Sexual abuse scandal in the English Benedictine Congregation

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The sexual abuse scandal in the English Benedictine Congregation was a significant episode in the series of Catholic sex abuse cases in the United Kingdom.

Abuse at Benedictine Monasteries[edit]

Ealing Abbey[edit]

In April 2006 civil damages were awarded jointly against Dom David Pearce, a former head of the junior school at St Benedicts, and Ealing Abbey in the High Court in relation to an alleged assault by Dom Pearce on a pupil while teaching at St Benedict's School in the 1990s, although criminal charges were dropped.[1] He was subsequently charged in November 2008 with 24 counts of indecent assault, sexual touching and gross indecency with six boys aged under 16. The counts related to incidents before and after 2003, when the law was changed to create an offence of sexual touching.[2][3] After admitting his guilt at Isleworth Crown Court to offences going back to 1972 Pearce was jailed for eight years in October 2009.[4][5]

The conduct of the Ealing monastic community, as trustee of the St. Benedict's Trust, was examined by the Charity Commission, which found that it had failed to take adequate measures to protect beneficiaries of the charity from Dom Pearce.[6]

There has recently[when?] been an allegation of cover-up involving Ealing Abbey and abuse towards a female pupil at St Gregory's Roman Catholic Primary School, a state school in Woodfield Rd, Ealing, with links to the abbey. The abuse is alleged to have occurred in the 1970s.[7]

Buckfast Abbey[edit]

Father William Manahan of Buckfast Abbey pleaded guilty at Exeter Crown Court to eight charges of sexually assaulting pupils.[8]

Father Paul Couch was also found guilty earlier of two counts of serious sexual assault and 11 of indecent assault.[9] Father Couch committed the offences against six boys between 1972 and 1993 during two periods at the school. He was a Royal Navy chaplain from 1978 until 1983 and again from 1992.[10] In 2007 he was sentenced to ten years in jail.[11]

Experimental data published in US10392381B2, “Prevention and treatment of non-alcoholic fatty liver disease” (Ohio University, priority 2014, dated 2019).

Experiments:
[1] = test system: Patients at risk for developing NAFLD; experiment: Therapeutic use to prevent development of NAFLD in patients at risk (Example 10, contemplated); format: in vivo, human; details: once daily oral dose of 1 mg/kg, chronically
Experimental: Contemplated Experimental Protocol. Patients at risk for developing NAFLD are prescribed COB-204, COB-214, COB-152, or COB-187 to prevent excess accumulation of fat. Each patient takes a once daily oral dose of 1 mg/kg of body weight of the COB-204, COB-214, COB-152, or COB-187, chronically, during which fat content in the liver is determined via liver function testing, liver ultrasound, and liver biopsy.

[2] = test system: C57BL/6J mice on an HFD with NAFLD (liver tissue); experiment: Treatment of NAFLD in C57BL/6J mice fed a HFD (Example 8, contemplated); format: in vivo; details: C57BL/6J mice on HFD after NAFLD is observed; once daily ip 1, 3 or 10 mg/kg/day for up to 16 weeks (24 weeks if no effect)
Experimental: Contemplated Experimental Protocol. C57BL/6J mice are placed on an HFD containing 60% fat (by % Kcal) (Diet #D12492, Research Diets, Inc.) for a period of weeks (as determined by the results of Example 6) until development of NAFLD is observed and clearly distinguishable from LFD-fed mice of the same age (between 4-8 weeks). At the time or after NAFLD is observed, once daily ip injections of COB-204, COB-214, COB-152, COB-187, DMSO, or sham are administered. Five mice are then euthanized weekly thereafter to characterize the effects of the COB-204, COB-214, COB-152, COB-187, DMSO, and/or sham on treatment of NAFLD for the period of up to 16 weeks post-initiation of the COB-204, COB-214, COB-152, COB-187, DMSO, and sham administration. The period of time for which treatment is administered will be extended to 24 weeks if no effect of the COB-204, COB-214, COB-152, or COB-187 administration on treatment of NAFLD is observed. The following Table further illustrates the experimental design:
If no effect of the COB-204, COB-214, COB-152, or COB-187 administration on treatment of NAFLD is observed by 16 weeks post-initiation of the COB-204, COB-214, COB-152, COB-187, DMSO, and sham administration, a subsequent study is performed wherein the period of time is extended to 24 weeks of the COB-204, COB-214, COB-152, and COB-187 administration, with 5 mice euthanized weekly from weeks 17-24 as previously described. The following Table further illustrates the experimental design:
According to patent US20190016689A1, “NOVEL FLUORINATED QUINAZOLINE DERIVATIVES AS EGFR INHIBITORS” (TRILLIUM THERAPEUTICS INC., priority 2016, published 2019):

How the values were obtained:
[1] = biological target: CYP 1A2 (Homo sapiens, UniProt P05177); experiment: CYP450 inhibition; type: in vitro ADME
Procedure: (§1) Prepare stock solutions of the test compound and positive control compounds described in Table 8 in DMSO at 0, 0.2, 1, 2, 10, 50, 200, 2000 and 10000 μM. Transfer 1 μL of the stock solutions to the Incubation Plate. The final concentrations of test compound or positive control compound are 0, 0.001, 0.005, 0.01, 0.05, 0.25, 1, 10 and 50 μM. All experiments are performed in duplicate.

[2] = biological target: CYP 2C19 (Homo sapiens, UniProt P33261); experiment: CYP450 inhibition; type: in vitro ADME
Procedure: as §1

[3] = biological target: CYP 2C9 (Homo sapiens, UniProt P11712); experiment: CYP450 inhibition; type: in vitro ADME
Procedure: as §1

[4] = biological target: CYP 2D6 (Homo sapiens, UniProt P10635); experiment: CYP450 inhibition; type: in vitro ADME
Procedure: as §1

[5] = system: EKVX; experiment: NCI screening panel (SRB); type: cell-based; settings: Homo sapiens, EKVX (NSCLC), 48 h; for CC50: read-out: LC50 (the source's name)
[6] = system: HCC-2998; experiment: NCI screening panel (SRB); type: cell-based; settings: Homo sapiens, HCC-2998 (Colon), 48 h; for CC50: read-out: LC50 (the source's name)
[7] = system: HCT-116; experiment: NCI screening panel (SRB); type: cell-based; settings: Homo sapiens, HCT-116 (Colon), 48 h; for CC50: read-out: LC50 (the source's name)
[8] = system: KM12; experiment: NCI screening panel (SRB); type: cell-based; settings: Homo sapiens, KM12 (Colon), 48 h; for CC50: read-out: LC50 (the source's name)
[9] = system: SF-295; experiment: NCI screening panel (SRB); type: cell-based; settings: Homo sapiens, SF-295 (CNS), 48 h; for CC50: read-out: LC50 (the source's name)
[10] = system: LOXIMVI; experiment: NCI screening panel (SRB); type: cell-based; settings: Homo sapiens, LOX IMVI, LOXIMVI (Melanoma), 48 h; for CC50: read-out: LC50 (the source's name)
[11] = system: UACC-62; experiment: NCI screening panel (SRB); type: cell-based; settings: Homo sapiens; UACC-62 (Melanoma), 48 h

Ampleforth College[edit]

Several monks and three members of the lay teaching staff at Ampleforth College, one of the leading Roman Catholic schools in the country, had molested children in their care.

In 1995 Fr Bernard Green, then a housemaster, was arrested after indecently assaulting a sleeping boy in one of the school's dormitories. He received two years' probation for an incident which was said to have "petrified" the boy concerned.[12][13]

In 2005 Fr Piers Grant-Ferris admitted 20 incidents between 1966 and 1975 including beating boys bare-handed on the buttocks, and taking temperatures rectally. The Yorkshire Post reported in 2005 that former Abbot Basil Hume did not call in police when the initial incident came to light in 1975, but removed Father Grant-Ferris. Several other incidents came to light in 2003, when the abbey hired a psychologist to conduct risk assessments on staff.[14]

Belmont Abbey[edit]

Father John Kinsey of Belmont Abbey, Herefordshire was sentenced to five years at Worcester Crown Court in 2005 by Judge Andrew Geddes for a series of serious offences relating to assaults on schoolboys attending Belmont Abbey School in the mid 1980s.[15][16]

Kinsey attacked three schoolboys while a monk at Belmont Abbey during a two-year period, grooming and attacking victims during bell ringing lessons and altar service duties. The frequency of his attacks increased to a weekly basis before Kinsey was sent away from the Abbey for a short period to train as a priest.[citation needed]

Due to falling pupil numbers Belmont Abbey closed the school in the early 1990s.[17]

Douai Abbey[edit]

David Smith, jailed May 2007, was an assistant headmaster at Douai School from 1975, and an Anglican priest from 1981, who sexually abused a series of boys over a 30-year period.[18] The school closed in 1999.

Downside Abbey[edit]

In January 2012, Father Richard White, a monk at Downside Abbey, near Westfield, Somerset, who formerly taught at its school, was jailed for five years for gross indecency and indecent assault against a pupil in the late 1980s. White, 66, who was known to pupils as Father Nick, had been allowed to continue teaching after he was first caught abusing a child in 1987 and was able to go on to groom and assault another pupil in the junior school. He was placed on a restricted ministry after the second incident but was not arrested until 2010. Two other Downside monks, also former teachers, received police cautions during an 18-month criminal trial.[19] One of the cautioned monks has been named as Michael Hurt (Brother Anselm).[20]

See also[edit]

References[edit]

External links[edit]